My friend Pam just retired this month. She is my age and I have known her since seventh grade. Let’s see, that would be about (Oh, my God!) 50+ years! Are we really that old? I guess we are. Anyway, retirement is a big deal and requires a celebration of sorts. So Pam and I and another friend Karen and her mother Nancy all decided to go to Karen’s ranch for a “girls’ weekend”.
Karen used to work with Gramps (both are engineering types) so I have known her for probably 20 years. Nancy, I met, naturally, through Karen about 10 years ago. Oddly enough, I was at one time the nurse for Nancy’s husband before he died. (I think we are down to 4 degrees of separation here!) And of course, Karen and Nancy have been related all their lives or at least all of Karen’s life. So all totaled, there are about 100 or more years of history between all of us. Amazing, yes?!
History like this cannot be made up, faked or even rushed. You can’t cram ten years of experience into a ten month old relationship. It just doesn’t work. Longterm relationships, like marriages, require stamina, fortitude and work. They don’t just “happen” or “pop up” like dandelions from the ground.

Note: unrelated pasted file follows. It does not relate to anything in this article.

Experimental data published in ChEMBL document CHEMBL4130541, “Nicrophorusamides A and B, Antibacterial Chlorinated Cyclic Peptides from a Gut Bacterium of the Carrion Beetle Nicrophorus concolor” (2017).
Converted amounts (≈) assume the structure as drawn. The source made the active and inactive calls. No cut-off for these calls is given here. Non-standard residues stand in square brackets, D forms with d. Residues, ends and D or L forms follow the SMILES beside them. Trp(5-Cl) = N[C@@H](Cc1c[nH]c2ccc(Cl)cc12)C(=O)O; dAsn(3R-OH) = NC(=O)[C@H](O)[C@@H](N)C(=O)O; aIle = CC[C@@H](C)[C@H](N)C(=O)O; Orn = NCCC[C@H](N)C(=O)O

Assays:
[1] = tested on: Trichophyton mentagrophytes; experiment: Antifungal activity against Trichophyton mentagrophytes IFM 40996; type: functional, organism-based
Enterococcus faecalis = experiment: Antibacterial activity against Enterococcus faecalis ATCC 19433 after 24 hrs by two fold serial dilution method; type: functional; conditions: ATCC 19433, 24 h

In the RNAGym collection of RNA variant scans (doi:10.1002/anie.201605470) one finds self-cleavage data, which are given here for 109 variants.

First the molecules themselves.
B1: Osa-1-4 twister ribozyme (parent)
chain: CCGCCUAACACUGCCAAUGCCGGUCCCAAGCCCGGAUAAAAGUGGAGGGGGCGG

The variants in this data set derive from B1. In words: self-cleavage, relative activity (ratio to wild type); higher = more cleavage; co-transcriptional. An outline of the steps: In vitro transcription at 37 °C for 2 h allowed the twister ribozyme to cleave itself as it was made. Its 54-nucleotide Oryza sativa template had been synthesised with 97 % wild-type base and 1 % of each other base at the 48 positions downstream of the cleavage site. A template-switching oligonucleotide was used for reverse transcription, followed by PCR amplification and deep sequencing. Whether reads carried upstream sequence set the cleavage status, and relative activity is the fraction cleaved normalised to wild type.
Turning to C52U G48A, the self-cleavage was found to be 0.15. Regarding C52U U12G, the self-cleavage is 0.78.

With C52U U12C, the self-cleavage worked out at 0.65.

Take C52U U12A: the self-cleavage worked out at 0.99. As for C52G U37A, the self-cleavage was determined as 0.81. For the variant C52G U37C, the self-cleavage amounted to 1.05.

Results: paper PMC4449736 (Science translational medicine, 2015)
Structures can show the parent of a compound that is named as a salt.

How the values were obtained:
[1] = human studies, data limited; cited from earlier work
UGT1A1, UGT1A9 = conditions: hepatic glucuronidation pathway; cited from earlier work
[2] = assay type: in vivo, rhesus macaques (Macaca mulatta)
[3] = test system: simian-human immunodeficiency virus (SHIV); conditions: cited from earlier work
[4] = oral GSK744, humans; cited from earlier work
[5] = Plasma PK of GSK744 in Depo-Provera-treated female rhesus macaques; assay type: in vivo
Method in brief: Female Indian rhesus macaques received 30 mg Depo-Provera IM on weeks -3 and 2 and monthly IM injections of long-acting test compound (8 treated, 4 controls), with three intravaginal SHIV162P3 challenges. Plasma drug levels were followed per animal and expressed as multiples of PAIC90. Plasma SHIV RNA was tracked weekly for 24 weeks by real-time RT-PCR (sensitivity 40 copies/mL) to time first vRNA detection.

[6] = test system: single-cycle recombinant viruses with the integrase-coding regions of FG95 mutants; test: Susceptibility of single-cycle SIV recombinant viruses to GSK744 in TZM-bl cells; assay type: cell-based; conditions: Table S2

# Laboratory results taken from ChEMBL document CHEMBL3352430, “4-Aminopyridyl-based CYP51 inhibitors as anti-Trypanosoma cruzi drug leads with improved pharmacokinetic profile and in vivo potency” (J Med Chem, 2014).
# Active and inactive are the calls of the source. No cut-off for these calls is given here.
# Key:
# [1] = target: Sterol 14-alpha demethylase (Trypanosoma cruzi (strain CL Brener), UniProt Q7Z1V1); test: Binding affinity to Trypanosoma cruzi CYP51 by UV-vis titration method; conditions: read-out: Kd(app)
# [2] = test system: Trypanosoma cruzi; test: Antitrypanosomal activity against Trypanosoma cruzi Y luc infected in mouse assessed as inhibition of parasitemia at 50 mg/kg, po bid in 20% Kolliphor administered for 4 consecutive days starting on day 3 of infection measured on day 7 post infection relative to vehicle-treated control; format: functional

We four have seen the good, the bad, the ugly and the precious in each other over the long haul. We have celebrated birthdays, anniversaries and graduations; dealt with deaths, disappointments and divorces; planned weddings, housewarmings and christenings all while managing laundry, teenagers, moves and occasional misunderstandings. In other words, we are long time friends and we know how blessed we are.
A weekend spent with women such as these is more than “time off”. It is a true rejuvenation of the spirit, mind and body. How did we accomplish such a miracle of rebirth?
First, we went someplace other than home. That way, nothing “yelled” at anyone to get done. No one felt compelled to clean, fold, vacuum or polish anything. No rules.
We had plenty of free time to do whatever felt good. A couple gals brought sewing machines and projects to work on. Others had hand sewing, books and crafts on hand. We walked, talked, reminisced and laughed by the hour.
One evening was spent in front of a fire watching a funny/sweet chick flick that we had not seen before but thoroughly enjoyed. The following day was filled with more food, fun, sewing, laughing, talking and repeated as needed.
When I returned home three days later, I felt as though I had been gone a week. Things looked and felt different, like the trees were visibly taller or the houses had somehow changed. What a simple, profound weekend it was!
Isn’t it amazing how often the simple things in life become the profound things?